This article in the New Yorker by computer science professor Dan Rockmore calls for professors to ban laptops—or as he refers to them, “classroom intruders”—from the lecture hall. He refers to the incorporation of personal devices in the classroom as an “ill-conceived union” and dismisses laptops, smartphones, and tablets as “platforms for play and socializing.”
On one hand, Rockmore sees some students going on Facebook or playing games rather than paying attention in class; on the other, he sees most students unable to use a laptop effectively in the classroom even if they are on task. On the first count, though it’s important to provide your students with the tools necessary to succeed, I don’t believe it’s the job of a university-level instructor to “save” adult students from their own vices, so I won’t address that issue further. On the second count, most professors are just as clueless as most students are about how to use a laptop in the classroom, Rockmore included. The solution isn’t to ban the technology. The solution is to learn how to use it.
Like most tools, laptops are incredibly powerful if you know how to make them help you, but useless if you don’t. The only difference between a toy see-saw and a force-multiplying lever is the location of the fulcrum, after all. If you help students put the laptop’s “fulcrum” in the right place, you empower them to take better control of their education and improve learning outcomes.
Rockmore is unequivocal about the laptop’s utility as a note-taking device. He says that the potential benefits of digital note-taking are “low” and caricatures diligent note-takers as “transcription zombie[s]” who have the material enter their ears and pass straight out through their fingertips, evidently without having stopped by the brain on the way. If you know how to use a laptop to take notes properly, however, the consolidation and memorization of information takes care of itself.
Day to day, I have a terrible memory. I forget names and faces. Most of the time, I can’t even remember to shut the kitchen cabinets. But by using a laptop properly in the classroom, I helped myself to robustly encode knowledge and to remember a lot more material than most students do come exam time—not just the broad strokes and “conceptual” knowledge, but the granular facts like names, dates, specific quotations, equations, and so on. What’s better, there was no cramming required; and rather than forgetting all the material after the exam, I’ve kept the bulk of it fresh in my mind for years.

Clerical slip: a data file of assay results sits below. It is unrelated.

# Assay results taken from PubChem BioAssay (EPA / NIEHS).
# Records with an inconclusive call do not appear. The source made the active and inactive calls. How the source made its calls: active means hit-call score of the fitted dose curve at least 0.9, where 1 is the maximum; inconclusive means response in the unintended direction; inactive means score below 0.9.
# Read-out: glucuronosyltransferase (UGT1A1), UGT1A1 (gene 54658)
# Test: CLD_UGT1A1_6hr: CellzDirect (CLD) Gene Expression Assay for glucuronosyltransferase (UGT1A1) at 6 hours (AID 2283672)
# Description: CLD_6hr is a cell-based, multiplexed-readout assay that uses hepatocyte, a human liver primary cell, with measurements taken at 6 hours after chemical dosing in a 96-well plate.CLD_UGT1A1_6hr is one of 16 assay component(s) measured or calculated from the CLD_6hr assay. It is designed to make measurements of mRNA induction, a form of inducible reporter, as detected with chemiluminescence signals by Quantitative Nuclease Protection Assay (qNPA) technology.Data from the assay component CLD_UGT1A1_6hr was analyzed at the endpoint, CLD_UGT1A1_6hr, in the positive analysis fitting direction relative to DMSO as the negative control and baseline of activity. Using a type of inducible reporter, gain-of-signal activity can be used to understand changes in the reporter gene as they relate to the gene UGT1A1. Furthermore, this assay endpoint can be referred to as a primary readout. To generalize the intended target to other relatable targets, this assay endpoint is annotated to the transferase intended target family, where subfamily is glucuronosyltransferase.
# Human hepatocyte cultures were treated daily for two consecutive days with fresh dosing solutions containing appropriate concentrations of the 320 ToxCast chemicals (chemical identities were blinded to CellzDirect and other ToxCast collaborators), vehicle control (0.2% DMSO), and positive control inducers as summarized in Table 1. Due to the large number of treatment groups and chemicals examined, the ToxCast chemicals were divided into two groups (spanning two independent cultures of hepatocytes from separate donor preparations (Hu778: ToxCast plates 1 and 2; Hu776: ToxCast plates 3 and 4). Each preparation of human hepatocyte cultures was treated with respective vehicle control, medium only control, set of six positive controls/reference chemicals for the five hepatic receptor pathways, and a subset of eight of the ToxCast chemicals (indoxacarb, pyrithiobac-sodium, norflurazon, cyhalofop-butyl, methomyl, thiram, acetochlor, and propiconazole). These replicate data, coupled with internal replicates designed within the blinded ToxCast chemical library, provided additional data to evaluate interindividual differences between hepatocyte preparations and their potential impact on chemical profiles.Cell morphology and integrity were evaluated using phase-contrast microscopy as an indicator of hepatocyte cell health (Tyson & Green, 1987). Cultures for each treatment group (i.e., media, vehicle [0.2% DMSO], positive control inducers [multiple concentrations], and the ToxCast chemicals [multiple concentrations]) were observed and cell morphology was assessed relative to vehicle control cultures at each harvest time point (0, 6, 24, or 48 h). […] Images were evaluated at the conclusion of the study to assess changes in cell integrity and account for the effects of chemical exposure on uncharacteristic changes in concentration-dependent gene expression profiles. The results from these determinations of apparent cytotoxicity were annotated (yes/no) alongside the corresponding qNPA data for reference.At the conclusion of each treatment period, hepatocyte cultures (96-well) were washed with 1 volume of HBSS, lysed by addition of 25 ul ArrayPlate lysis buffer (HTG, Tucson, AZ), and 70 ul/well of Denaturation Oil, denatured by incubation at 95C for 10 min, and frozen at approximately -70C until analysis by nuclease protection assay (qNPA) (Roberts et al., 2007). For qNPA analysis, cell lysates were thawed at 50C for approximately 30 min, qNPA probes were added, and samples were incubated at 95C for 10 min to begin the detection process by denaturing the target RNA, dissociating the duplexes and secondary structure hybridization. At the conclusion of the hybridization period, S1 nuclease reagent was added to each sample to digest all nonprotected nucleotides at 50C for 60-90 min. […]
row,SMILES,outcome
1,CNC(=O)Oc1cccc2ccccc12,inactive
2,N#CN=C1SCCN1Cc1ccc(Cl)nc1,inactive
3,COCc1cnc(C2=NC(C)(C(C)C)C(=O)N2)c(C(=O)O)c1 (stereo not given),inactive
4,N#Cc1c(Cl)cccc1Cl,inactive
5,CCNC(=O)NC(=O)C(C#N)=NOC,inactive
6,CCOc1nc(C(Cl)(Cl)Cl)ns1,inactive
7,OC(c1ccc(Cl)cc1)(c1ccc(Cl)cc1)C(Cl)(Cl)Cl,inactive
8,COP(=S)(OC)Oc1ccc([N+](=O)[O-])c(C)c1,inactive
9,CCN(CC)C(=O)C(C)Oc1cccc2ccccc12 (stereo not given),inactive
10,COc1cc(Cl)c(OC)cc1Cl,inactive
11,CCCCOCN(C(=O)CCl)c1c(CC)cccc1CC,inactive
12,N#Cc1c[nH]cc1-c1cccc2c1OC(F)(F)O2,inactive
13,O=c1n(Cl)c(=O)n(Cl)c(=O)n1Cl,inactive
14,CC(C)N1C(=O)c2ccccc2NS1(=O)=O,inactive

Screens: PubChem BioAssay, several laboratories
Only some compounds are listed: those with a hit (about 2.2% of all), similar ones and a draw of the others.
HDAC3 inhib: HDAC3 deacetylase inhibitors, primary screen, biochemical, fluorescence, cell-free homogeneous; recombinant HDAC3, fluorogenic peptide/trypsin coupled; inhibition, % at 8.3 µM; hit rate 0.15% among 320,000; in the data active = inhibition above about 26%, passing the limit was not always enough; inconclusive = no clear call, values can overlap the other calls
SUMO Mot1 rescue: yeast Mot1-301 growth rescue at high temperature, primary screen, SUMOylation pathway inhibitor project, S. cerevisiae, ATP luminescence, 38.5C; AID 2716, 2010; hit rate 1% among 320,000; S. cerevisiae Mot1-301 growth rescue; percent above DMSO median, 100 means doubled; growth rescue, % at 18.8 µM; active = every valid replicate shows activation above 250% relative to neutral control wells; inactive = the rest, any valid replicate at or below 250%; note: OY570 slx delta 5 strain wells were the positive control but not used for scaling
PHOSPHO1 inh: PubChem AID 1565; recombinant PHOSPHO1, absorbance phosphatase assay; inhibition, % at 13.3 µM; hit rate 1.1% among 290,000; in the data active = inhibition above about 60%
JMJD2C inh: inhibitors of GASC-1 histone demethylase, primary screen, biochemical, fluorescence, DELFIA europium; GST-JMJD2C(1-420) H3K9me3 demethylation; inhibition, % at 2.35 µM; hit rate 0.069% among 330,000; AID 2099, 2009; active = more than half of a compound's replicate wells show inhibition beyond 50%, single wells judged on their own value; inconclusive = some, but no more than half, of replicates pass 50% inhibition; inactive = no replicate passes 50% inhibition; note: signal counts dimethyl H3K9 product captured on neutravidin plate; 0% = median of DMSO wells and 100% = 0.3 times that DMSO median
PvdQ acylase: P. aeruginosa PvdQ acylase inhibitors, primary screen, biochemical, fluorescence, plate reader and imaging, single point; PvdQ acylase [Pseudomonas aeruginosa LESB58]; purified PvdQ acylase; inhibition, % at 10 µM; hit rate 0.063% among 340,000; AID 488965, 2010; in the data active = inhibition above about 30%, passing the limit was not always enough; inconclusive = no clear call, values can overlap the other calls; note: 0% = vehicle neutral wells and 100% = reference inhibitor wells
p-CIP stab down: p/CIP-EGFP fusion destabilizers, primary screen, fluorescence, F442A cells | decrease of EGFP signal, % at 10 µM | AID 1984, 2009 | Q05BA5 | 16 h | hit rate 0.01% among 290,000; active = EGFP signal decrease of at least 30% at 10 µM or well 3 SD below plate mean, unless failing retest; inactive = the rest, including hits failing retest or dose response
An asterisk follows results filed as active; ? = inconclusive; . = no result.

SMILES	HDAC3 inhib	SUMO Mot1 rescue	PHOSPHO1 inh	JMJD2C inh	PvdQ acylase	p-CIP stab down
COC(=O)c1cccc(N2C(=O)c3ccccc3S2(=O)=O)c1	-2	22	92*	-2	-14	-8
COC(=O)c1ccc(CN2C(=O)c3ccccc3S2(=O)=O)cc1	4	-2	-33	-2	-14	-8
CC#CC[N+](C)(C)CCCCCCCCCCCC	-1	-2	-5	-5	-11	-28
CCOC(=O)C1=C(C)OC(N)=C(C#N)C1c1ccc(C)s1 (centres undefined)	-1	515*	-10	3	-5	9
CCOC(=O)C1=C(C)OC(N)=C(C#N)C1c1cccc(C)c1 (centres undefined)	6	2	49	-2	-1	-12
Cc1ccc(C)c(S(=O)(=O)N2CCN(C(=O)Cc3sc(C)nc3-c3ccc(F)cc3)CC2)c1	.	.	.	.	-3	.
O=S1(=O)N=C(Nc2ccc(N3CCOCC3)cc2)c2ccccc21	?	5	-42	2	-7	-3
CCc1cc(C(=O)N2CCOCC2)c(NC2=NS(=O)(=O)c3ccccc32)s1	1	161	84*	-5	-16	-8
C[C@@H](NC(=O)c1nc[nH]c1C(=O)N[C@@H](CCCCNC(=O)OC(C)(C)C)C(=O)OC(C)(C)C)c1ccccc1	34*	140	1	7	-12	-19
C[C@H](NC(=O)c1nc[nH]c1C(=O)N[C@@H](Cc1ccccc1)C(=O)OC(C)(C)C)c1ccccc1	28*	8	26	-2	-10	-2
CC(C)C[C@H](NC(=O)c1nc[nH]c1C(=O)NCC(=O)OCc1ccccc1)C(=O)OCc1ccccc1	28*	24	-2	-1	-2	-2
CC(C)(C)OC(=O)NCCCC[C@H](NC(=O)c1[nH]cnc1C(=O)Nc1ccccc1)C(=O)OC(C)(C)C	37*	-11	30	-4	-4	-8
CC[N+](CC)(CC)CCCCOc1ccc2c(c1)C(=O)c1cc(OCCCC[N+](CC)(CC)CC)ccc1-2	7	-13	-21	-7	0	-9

My secret was to use spaced repetition rehearsal software. (I used Mnemosyne, but Anki is perhaps more popular today.) I primarily took notes in the form of question-and-answer flashcards, then reviewed my flashcards daily. Whenever I added a new card, the program would quickly re-test me on the material—usually two or three times in the first week. As I answered questions, the software used my performance to figure out which items were easier to remember and which items were harder to remember.
Based on each item’s unique level of difficulty, the software would schedule every individual item for the optimal review time: just long enough that you have to struggle to remember the answer, but not so long that you forget the answer entirely. Due to the way human memory works, every time you successfully recall a piece of information, it becomes easier to remember it again in the future. New information is quizzed a few times in the first week to solidify it in memory, but after a few successful tests, the rehearsal interval quickly expands to weeks long, then months long, and finally years long on an exponential scale. This expanding interval phenomenon enables you to build a deck of thousands of flashcards over time while only needing to review perhaps twenty to thirty of them per day to retain full mastery.
Gary Wolf’s 2008 article in Wired explains the paradigm in much greater detail. The following chart from the article illustrates how just a few self-tests can dramatically improve later recall. Following the chart, if an item is simply learned once and then never tested, the chances of successfully remembering it plunges to near zero after a month or two. But if you test yourself just two or three times over the course of the following days and weeks, the storage strength of the item increases dramatically, enabling you to reliably remember it months or years into the future.